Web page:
It’s Time To Be Paranoid
Twenty years ago Andy Grove, then CEO of Intel, wrote a bestselling book on business, “Only the Paranoid Survive.” In the book, Grove talks about inflection points that can cause changes that will impact the direction of the business and require a change in strategy to survive. These changes can come from inside or outside of the company. When facing changes, Grove says that if the company makes the wrong choices it will die. But he adds that, “most companies don’t die because they are wrong; most die because they don’t commit themselves. They fritter away their valuable resources while attempting to make a decision.” The greatest danger, he says, is to do nothing. We can all think of companies that failed to change in time and were forced into failure. Buggy whip manufacturers come to mind immediately. But in more recent times we can think of manufacturers of print film, or instant film products who didn’t adapt to digital technology soon enough.
Many companies are facing inflection points in 2016. There are large changes in the world economy influenced by the rapid drop in oil prices. Companies all over the world are doing their best to adjust when they can to the inflection points caused by these changes. Some will be successful and others will go, or have already gone, out of business. Fracking companies have little new opportunities in the near term. Oil producers in low volume or high sulfur oil can no longer produce product at a marketable price. But other companies are able to take advantage of the change. Plastic manufacturers suddenly have a more competitive product because of lower raw material costs. Companies able to clean frack water generated by operating wells have higher volumes of water to recover, since there is no longer a demand for its use to develop new wells.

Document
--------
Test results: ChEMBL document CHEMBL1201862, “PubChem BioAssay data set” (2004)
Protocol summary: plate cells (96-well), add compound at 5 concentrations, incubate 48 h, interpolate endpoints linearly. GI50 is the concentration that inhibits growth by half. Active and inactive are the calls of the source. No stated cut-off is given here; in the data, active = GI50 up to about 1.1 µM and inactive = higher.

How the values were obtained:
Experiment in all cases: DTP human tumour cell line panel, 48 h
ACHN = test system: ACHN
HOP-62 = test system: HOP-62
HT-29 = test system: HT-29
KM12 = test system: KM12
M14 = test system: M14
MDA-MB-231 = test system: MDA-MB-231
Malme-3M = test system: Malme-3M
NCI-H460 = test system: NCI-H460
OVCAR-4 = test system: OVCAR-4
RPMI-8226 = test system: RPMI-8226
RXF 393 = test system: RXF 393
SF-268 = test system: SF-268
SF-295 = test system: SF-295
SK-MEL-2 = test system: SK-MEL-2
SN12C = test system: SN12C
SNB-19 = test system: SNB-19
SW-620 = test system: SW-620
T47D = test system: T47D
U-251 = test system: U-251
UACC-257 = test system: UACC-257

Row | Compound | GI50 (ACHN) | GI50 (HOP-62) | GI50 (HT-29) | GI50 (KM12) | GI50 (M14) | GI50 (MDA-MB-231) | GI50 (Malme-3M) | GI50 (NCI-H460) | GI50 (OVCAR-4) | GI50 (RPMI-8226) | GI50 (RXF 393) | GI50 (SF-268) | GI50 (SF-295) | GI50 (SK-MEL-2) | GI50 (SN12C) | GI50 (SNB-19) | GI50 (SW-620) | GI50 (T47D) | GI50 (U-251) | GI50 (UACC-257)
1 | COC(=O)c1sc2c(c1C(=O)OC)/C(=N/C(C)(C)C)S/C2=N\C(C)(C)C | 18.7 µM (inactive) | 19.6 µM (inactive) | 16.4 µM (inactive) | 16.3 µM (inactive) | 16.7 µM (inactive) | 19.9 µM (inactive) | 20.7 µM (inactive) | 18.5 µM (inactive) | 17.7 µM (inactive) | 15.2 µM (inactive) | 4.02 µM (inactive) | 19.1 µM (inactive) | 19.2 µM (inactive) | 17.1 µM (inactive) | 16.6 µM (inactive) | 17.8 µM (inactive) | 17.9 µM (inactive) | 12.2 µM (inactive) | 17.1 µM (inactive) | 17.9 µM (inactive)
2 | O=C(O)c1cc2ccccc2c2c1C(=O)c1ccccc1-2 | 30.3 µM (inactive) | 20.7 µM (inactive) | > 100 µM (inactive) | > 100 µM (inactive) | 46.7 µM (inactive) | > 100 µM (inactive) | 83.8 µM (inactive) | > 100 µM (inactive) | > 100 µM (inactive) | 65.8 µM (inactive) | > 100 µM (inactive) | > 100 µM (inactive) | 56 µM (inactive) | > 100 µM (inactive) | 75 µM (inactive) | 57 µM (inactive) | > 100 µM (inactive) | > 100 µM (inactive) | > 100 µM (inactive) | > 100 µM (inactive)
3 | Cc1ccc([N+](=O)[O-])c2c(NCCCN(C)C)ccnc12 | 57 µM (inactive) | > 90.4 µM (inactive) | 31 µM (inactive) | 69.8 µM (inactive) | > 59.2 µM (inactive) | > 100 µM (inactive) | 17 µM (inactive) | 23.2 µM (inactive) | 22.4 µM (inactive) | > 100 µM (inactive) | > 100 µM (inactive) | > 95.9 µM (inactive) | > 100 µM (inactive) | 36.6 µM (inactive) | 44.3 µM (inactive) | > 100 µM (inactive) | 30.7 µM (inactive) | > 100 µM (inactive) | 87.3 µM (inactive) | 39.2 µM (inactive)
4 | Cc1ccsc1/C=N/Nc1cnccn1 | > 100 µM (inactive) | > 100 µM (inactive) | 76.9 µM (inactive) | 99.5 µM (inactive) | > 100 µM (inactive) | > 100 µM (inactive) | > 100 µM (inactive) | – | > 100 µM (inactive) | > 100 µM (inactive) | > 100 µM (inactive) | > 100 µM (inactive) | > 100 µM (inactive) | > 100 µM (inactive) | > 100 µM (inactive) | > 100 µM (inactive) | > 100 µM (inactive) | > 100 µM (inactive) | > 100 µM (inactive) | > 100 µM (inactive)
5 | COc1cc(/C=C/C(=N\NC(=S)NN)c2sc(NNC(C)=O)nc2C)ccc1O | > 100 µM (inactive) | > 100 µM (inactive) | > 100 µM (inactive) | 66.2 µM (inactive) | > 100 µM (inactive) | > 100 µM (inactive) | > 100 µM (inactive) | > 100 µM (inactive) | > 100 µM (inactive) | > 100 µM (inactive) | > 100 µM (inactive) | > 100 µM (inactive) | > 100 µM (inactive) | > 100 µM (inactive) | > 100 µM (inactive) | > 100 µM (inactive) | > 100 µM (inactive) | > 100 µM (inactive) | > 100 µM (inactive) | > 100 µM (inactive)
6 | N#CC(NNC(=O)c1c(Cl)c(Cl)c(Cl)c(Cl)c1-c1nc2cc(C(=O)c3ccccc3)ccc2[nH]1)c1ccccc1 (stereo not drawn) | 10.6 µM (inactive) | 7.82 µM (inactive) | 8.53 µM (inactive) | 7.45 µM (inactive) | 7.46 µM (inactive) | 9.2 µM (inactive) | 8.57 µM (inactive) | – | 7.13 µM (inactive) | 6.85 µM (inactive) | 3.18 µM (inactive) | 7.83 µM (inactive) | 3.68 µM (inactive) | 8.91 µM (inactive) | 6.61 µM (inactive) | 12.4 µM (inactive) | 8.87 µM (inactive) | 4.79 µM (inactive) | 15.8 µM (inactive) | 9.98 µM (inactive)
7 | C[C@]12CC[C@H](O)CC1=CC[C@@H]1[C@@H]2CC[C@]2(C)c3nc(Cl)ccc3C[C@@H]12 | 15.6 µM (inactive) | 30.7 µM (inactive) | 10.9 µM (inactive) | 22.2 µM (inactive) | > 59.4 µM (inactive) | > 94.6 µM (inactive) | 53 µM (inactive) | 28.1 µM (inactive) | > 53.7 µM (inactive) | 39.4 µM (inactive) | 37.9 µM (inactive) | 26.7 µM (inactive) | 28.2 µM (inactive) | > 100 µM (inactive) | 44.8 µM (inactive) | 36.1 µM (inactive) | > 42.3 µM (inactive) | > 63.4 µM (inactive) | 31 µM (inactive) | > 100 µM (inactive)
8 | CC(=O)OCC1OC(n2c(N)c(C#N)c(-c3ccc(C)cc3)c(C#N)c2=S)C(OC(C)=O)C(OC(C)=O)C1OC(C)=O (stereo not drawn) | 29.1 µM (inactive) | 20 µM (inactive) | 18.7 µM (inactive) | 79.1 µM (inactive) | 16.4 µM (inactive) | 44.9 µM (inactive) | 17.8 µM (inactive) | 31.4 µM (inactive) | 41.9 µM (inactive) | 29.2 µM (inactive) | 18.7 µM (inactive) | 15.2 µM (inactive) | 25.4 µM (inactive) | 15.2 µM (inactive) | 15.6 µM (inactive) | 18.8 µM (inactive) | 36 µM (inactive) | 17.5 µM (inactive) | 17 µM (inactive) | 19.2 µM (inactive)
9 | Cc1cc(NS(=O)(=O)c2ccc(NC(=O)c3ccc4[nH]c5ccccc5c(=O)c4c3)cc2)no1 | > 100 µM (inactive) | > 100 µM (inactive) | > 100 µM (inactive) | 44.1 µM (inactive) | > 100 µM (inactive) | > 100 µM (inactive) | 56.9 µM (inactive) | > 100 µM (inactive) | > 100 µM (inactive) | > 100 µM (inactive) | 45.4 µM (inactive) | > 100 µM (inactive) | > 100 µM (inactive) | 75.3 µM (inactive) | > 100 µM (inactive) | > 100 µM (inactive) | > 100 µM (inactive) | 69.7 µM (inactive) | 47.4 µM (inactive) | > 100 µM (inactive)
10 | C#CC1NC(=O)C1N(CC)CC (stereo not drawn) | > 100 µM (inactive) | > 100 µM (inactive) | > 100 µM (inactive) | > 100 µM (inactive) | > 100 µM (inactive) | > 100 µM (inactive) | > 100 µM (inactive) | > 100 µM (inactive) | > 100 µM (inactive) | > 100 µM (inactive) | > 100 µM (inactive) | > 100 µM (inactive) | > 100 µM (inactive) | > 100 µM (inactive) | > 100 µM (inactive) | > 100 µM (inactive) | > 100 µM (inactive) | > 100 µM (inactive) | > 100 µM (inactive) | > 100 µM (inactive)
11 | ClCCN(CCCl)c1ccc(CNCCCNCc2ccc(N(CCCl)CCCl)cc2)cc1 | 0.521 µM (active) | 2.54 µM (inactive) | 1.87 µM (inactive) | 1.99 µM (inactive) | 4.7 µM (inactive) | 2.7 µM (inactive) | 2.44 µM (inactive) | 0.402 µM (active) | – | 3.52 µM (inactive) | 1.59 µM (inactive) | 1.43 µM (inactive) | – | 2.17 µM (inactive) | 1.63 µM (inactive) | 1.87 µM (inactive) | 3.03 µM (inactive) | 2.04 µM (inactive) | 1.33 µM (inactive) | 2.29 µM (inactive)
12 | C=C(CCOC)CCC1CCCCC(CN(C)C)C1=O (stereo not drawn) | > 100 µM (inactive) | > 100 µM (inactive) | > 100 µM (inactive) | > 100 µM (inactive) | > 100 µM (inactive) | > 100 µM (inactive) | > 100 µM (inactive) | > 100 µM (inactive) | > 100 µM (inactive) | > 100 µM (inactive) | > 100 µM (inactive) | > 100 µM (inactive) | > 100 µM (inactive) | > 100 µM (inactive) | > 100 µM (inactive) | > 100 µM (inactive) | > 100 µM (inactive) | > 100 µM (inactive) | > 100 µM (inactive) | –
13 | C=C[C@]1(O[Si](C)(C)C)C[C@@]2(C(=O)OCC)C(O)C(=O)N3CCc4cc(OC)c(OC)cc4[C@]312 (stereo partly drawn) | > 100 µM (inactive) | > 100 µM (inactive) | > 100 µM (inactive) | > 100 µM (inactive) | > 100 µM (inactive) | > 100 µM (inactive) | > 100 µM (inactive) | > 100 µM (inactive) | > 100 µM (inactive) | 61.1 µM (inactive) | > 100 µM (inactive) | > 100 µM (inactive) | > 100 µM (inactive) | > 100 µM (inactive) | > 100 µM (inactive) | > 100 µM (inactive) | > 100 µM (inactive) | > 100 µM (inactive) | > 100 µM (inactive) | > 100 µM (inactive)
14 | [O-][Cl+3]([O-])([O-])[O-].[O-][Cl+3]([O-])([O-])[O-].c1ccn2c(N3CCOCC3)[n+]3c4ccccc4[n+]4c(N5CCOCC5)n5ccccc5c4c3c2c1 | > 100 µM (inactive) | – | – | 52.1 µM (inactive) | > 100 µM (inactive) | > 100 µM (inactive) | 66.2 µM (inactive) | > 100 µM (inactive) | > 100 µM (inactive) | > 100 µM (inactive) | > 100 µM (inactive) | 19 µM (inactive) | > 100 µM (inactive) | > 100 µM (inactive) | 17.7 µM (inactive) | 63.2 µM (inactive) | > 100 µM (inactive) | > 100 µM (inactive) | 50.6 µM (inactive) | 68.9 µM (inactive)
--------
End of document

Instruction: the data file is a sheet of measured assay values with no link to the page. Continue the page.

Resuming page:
Andy Grove said “a strategic inflection point is a time in the life of business when it will change. That change can mean an opportunity to rise to new height but it may just as easily signal the beginning of the end.” At Optimation, until recently, one third of our revenue came from oil and gas. Clearly it is necessary for us to make strategic changes in our client base. We’ve addressed the need, engaged our sales force and are building a new subset to our client base.
Some companies, such as Optimation, have an opportunity to adjust our client base to adapt to the changes. Our challenge is to find manufacturers who have and are adjusting well to their own inflection points, who have capital to spend in growing their manufacturing firms, and who recognize the need for new talented and cost effective suppliers such as Optimation. Our unique ability and our concept to completion approach for the design, fabrication, and installation of highly automated facilities makes us an ideal partner for helping expanding manufacturers get to market quickly with new products and processes. Oil is cheap. It’s time to find new ways to take advantage of that fact. It’s time to build more manufacturing plants and create more manufacturing jobs in the United States.